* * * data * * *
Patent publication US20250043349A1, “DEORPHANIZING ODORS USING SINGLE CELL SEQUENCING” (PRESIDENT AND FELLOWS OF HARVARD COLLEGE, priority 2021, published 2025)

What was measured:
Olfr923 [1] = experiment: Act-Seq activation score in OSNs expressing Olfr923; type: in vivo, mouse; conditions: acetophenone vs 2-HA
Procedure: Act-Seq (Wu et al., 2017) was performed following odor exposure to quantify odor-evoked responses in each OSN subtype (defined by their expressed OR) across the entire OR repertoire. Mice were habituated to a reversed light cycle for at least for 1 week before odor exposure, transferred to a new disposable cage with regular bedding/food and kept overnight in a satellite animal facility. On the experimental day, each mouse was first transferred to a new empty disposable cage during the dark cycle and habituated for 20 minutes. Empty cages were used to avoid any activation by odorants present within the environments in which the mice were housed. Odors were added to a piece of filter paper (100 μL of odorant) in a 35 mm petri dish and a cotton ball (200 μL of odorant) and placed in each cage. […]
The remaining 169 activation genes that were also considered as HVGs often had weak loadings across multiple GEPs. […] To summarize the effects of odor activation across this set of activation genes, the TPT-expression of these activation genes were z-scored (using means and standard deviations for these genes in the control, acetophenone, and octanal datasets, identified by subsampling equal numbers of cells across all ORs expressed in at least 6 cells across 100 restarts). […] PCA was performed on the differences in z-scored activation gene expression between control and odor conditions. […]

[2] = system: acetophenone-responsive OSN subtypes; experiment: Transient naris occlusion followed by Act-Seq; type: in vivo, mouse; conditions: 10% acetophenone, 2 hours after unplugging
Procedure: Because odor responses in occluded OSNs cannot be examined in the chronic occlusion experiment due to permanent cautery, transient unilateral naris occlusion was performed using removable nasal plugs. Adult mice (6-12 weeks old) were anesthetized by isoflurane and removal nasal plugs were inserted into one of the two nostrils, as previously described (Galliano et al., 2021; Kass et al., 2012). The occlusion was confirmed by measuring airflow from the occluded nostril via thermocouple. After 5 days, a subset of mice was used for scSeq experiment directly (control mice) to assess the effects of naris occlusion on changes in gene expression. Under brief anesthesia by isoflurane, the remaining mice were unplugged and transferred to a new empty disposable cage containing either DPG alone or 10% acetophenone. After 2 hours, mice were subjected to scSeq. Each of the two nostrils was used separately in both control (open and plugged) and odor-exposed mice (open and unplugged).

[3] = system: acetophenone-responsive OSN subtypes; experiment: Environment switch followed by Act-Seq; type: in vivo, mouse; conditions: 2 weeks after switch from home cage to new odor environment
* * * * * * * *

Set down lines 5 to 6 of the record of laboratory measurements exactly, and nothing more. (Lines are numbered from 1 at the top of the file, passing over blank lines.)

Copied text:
The remaining 169 activation genes that were also considered as HVGs often had weak loadings across multiple GEPs. […] To summarize the effects of odor activation across this set of activation genes, the TPT-expression of these activation genes were z-scored (using means and standard deviations for these genes in the control, acetophenone, and octanal datasets, identified by subsampling equal numbers of cells across all ORs expressed in at least 6 cells across 100 restarts). […] PCA was performed on the differences in z-scored activation gene expression between control and odor conditions. […]

[2] = system: acetophenone-responsive OSN subtypes; experiment: Transient naris occlusion followed by Act-Seq; type: in vivo, mouse; conditions: 10% acetophenone, 2 hours after unplugging